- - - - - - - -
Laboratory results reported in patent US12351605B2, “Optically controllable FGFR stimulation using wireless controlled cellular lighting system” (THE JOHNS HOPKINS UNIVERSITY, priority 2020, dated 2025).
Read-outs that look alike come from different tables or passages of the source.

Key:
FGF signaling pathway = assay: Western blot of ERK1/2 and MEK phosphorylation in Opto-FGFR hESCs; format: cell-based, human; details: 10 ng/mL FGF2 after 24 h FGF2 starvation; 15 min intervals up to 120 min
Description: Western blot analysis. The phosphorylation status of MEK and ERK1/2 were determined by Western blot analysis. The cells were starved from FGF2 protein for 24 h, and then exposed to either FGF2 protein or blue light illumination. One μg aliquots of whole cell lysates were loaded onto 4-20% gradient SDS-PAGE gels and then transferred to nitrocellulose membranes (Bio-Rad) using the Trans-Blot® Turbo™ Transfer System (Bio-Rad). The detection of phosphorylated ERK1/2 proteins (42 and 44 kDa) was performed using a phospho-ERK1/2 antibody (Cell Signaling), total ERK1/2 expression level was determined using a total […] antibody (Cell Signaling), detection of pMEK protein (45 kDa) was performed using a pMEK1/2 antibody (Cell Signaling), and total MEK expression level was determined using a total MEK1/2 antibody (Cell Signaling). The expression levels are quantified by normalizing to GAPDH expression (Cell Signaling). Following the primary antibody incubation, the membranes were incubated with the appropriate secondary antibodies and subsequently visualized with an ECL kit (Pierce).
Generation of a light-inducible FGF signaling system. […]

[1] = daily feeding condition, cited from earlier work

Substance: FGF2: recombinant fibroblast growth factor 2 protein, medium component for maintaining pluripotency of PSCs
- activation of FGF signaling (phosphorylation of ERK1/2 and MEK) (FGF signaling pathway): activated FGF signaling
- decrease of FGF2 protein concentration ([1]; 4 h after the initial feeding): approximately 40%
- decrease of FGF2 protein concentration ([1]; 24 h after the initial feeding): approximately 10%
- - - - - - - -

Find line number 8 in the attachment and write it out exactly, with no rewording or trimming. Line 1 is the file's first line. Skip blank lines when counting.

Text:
Substance: FGF2: recombinant fibroblast growth factor 2 protein, medium component for maintaining pluripotency of PSCs